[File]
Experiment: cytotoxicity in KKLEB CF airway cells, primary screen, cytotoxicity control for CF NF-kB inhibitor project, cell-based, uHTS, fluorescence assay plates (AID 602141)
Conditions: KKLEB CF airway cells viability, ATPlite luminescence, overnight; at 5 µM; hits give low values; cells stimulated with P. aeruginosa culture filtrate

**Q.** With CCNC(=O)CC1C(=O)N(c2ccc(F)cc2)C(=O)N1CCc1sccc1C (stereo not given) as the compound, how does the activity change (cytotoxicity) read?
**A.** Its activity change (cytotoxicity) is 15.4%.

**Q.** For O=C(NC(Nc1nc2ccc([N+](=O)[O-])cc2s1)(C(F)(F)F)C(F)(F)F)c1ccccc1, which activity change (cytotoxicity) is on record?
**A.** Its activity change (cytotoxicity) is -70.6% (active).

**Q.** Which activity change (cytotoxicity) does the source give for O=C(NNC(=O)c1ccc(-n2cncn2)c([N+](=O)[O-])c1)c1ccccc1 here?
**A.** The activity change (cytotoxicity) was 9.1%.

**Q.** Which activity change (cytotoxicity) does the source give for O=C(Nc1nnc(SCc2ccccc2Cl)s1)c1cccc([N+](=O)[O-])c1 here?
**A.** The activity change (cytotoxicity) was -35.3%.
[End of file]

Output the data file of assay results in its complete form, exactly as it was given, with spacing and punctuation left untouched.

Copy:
Experiment: cytotoxicity in KKLEB CF airway cells, primary screen, cytotoxicity control for CF NF-kB inhibitor project, cell-based, uHTS, fluorescence assay plates (AID 602141)
Conditions: KKLEB CF airway cells viability, ATPlite luminescence, overnight; at 5 µM; hits give low values; cells stimulated with P. aeruginosa culture filtrate

**Q.** With CCNC(=O)CC1C(=O)N(c2ccc(F)cc2)C(=O)N1CCc1sccc1C (stereo not given) as the compound, how does the activity change (cytotoxicity) read?
**A.** Its activity change (cytotoxicity) is 15.4%.

**Q.** For O=C(NC(Nc1nc2ccc([N+](=O)[O-])cc2s1)(C(F)(F)F)C(F)(F)F)c1ccccc1, which activity change (cytotoxicity) is on record?
**A.** Its activity change (cytotoxicity) is -70.6% (active).

**Q.** Which activity change (cytotoxicity) does the source give for O=C(NNC(=O)c1ccc(-n2cncn2)c([N+](=O)[O-])c1)c1ccccc1 here?
**A.** The activity change (cytotoxicity) was 9.1%.

**Q.** Which activity change (cytotoxicity) does the source give for O=C(Nc1nnc(SCc2ccccc2Cl)s1)c1cccc([N+](=O)[O-])c1 here?
**A.** The activity change (cytotoxicity) was -35.3%.